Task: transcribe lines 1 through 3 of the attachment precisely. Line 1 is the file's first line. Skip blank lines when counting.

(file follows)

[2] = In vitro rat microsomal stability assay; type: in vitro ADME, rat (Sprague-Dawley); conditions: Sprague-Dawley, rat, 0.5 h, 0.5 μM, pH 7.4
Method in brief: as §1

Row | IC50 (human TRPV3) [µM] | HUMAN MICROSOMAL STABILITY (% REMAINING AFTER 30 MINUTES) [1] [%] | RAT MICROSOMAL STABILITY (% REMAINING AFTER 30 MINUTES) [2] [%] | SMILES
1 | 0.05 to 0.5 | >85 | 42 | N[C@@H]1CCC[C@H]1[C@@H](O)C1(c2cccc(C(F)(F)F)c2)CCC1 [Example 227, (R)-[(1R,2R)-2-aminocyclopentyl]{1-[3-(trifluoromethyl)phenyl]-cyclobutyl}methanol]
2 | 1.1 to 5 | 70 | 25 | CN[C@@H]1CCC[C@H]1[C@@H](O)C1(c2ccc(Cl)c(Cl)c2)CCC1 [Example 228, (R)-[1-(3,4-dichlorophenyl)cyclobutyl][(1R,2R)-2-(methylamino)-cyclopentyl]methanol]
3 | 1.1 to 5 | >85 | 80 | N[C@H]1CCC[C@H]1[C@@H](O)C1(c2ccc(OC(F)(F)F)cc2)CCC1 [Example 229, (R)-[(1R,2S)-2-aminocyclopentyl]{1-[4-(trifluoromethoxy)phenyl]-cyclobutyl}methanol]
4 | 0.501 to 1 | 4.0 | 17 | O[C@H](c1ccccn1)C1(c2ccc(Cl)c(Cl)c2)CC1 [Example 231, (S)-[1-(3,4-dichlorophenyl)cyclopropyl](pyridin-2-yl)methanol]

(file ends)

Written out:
[2] = In vitro rat microsomal stability assay; type: in vitro ADME, rat (Sprague-Dawley); conditions: Sprague-Dawley, rat, 0.5 h, 0.5 μM, pH 7.4
Method in brief: as §1

Row | IC50 (human TRPV3) [µM] | HUMAN MICROSOMAL STABILITY (% REMAINING AFTER 30 MINUTES) [1] [%] | RAT MICROSOMAL STABILITY (% REMAINING AFTER 30 MINUTES) [2] [%] | SMILES